Every once in a while, I’ll come across a kitchen-related question…and it’s usually when I’m elbow-deep into a recipe and can’t stop and take the time to find an answer! Well, I’ve compiled a few of these questions here, found some answers, and thought I’d share them with you!
- What’s the difference between salted and unsalted butter? Besides the obvious—one has salt and the other doesn’t!—there isn’t one! But I’ve always wondered which is better to use for certain recipes. Here’s what I have found: if you’re baking and want complete control over the taste, try and use unsalted butter. If you only have salted butter, reduce the extra salt called for in the recipe by half. Either one won’t change the way something cooks or bakes—so don’t stress too much about it!
*FYI: Salted butter has a longer shelf-life than unsalted butter (3 months versus 1 month, respectively) because salt is a preservative. If you slice your stick of butter and the inside is noticeably lighter than the outside, it’s time for a new stick!
- Why do you thump a watermelon to see if it’s ripe? I grew up with a Papaw who loved to garden, and to this day, I remember him thumping watermelons in the summertime to see if it was juuuuust right. I still use this test when I’m in the produce section, but for a while, I had no idea what I was listening for. But now I know! First, you want the bottom of the watermelon to be yellow or tan—if it’s white, it’s not ripe enough for a knife to cut through it. Then give it good thump. The more hollow the THUD, the riper the melon!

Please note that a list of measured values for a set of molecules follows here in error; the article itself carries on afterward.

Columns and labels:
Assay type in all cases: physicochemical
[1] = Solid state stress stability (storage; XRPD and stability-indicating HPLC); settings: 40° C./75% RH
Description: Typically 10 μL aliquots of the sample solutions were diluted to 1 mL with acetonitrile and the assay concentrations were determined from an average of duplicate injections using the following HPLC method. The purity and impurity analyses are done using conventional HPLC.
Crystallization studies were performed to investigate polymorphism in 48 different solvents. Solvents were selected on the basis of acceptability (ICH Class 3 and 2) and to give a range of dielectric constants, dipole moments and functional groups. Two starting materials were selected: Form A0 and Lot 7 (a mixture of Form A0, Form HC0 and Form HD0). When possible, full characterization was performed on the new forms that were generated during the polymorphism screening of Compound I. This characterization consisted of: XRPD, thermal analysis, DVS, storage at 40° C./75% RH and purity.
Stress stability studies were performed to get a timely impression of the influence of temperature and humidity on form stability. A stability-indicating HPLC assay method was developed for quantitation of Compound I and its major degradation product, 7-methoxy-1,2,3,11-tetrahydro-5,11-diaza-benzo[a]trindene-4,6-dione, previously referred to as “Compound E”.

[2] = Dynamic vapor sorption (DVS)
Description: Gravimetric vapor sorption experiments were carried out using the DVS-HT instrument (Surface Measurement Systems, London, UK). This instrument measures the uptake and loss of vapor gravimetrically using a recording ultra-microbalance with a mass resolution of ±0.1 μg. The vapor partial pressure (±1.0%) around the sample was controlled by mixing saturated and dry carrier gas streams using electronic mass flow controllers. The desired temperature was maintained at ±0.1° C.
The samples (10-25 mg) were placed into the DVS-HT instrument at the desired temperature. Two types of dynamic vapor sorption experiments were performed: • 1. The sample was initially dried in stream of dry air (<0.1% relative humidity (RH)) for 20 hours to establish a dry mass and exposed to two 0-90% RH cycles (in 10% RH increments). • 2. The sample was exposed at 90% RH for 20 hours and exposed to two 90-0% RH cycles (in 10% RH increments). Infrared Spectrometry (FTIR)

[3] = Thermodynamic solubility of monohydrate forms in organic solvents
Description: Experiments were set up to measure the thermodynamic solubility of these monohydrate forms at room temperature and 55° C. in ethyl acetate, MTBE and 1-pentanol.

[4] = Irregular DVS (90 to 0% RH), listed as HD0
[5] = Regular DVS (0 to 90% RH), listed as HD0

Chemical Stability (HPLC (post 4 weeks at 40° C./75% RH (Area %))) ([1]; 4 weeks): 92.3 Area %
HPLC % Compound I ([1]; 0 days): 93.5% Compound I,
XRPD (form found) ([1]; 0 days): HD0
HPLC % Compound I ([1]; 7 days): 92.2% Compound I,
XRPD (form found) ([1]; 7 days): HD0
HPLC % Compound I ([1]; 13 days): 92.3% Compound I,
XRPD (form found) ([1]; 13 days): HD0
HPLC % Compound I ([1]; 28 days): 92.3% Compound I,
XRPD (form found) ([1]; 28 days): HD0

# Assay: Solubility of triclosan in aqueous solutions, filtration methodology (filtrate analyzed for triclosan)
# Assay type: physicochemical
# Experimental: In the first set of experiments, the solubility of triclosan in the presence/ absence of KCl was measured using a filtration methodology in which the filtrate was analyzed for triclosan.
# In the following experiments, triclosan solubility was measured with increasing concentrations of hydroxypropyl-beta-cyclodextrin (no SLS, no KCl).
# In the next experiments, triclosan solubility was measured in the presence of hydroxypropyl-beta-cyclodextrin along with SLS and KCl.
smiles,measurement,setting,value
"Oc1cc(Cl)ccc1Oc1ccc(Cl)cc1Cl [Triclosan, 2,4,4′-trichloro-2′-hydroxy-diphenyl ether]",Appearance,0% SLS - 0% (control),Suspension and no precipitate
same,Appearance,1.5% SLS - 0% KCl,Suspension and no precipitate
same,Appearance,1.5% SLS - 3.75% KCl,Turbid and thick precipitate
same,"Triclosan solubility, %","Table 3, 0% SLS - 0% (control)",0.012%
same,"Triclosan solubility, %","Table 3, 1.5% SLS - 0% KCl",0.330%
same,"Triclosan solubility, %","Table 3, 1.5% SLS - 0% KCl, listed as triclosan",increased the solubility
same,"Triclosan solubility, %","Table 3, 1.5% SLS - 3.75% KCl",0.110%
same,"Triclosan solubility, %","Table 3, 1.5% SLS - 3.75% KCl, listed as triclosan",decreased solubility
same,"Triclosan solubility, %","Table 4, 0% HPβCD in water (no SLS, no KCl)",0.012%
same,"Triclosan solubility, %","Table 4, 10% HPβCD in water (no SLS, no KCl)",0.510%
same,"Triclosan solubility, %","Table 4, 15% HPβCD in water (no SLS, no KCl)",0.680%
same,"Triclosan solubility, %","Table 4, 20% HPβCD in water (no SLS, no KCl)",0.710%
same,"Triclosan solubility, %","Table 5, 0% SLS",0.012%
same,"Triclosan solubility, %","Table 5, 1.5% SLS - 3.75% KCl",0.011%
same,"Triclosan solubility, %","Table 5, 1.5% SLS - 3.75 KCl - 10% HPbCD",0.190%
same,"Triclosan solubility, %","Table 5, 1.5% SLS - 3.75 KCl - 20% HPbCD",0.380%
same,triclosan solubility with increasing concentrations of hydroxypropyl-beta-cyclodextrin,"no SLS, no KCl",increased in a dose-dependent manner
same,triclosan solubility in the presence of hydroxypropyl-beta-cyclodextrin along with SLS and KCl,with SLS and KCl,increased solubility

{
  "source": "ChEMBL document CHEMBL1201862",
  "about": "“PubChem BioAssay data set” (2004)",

*If honeydew melons are more your taste, you can shake it to see if it’s ripe—you’ll be able to hear the seeds rattling around inside if it is.
- Why are there two kinds of brown sugar–light and dark? I’ll spare you all the science behind sugar cane processing, but when it gets almost to the end of the line, brown sugar comes to be when molasses are added to the raw sugar crystals. Dark brown sugar has more molasses added to it than light brown sugar. The main difference is the taste: dark brown sugar is said to taste more like toffee or caramel. They are pretty much interchangeable when it comes to baking, but light brown sugar weighs less and has less moisture because it has less molasses. Just know that dark brown sugar will rise a little higher if there is baking soda in your recipe—its acidity activates the baking soda and causes it to rise up!
*One recipe that definitely benefits from dark brown sugar’s extra flavor is gingerbread—give it a try this holiday season!
Hope these help you out—are there other baking questions you’ve come across? Share them with us!